Removing a bathroom tile backsplash can seem like a daunting task, but with the right tools and techniques, it can be accomplished successfully as a DIY project. A tile backsplash helps protect the walls from moisture and splashes, but over time it can become outdated, damaged, or you may just want a fresh new look. Knowing what’s involved before you begin can help make the process go as smoothly as possible.
Gather the Necessary Materials
Before starting demolition, be sure you have all the necessary materials on hand. This will include:
- Safety gear – Safety glasses, dust mask, work gloves, knee pads
- Chisel and putty knife
- Pry bar
- Tile cutter or angle grinder with diamond blade (for cutting tile if necessary)
- Shovel and dustpan
- Shop vacuum
- Bucket or spray bottle of water
- Grout rake
- Drywall patching compound and mesh tape
- Primer and paint
Having these supplies ready will allow you to remove the old backsplash efficiently and be prepared for patching and painting the wall underneath.
Protect Surrounding Areas
Removal work can get messy, so you’ll want to cover nearby surfaces. Use painter’s tape and plastic sheeting to protect countertops, floors, and cabinets. Remove anything mounted on the walls like towel bars, mirrors, or light fixtures prior to starting demolition. Turn off power to any outlets in the backsplash area. Clearing and preparing the space will make the subsequent steps much cleaner.
Prepare for Tile Removal
Before tearing into the backsplash, you’ll need to clear away any surface obstacles. Removing the grout between tiles first can make prying them off easier.
Use a grout rake or putty knife to scrape out all the old grout, working in small sections across the entire backsplash surface. Apply pressure at a 45° angle to dig into the grout lines. Scoop or vacuum up the dried grout as you go until all joints are cleared out.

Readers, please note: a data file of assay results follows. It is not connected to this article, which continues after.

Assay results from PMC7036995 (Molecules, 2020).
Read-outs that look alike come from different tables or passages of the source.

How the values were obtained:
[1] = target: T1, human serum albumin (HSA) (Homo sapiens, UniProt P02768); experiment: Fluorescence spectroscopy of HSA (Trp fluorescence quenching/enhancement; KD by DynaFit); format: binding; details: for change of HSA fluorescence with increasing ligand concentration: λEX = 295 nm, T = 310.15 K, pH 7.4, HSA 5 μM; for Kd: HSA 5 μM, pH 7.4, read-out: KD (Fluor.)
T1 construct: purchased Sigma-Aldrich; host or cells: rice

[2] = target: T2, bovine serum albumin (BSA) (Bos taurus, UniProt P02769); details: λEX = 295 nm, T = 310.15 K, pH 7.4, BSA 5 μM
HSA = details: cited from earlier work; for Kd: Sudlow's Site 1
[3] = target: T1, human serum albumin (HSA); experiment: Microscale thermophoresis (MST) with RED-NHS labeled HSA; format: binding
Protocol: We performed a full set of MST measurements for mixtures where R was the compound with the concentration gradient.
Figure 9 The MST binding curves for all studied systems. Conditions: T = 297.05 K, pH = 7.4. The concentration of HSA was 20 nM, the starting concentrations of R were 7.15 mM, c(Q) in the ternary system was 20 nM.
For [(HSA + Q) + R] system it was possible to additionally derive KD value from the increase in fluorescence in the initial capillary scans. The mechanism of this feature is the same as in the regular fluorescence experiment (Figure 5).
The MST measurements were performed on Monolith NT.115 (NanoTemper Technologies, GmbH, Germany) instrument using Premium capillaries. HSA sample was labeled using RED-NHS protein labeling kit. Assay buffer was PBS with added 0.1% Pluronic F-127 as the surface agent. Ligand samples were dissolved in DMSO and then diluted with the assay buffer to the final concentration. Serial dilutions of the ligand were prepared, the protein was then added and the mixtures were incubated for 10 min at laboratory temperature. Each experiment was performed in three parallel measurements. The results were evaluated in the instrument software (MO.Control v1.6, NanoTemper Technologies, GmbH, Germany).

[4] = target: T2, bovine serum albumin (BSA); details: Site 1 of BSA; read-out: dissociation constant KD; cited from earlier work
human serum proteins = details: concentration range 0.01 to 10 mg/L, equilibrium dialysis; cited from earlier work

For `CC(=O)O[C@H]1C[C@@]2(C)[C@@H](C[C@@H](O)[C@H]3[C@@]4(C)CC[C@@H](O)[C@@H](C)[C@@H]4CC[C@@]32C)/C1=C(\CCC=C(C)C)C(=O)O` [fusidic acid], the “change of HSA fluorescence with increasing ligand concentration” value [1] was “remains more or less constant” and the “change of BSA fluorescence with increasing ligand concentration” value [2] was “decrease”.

Spray or apply water to moisten any remaining thin grout layers. Let it soak in for 15-20 minutes. This will further soften the grout to make chiseling and prying easier.
Carefully Chisel Off Tiles
With the grout removed, you can now work to pry the tiles off one-by-one. Take care to work slowly and avoid damaging the wall.
Position the chisel or putty knife into one corner of a tile at a 45° angle. Firmly tap the end with a hammer, applying controlled force to pop the edge loose. Re-position the blade and repeat this along the edges to dislodge the tile.
Alternate between chiseling and spraying water to moisten the adhesive behind. The tile will eventually release. Pry off gently with your hands or use a pry bar for stubborn spots.
Remove all tiles systematically across the entire surface. Stack tiles neatly onto a piece of cardboard as you go for easy cleanup later.
Remove Any Remaining Adhesive
Once all tiles are pried off, inspect the wall for any remaining thinset mortar or adhesive. Making the surface smooth will help new backsplash installation later.
Use a chisel, putty knife, or tile scraper to chip and scrape off dried glue blobs. For very thin residue, a wire brush attachment on an angle grinder can help remove adhesive buildup. Wipe the wall down thoroughly with a damp sponge when finished.
Let it dry completely before moving to the next step. Address any damage to the drywall now with joint compound and tape.
Dispose of Debris
With the backsplash demolished, carefully contain tile pieces and rubble for disposal. Sweep up small shards and crumbs with a dustpan and brush. Place larger chunks in a covered bucket to transport.
Be sure to wear a safety mask when sweeping up fine particulate debris. Contain and dispose of at your local waste facility. Now you can ready the bare wall for a fresh new backsplash tile installation.
FAQ About Removing Bathroom Tile Backsplash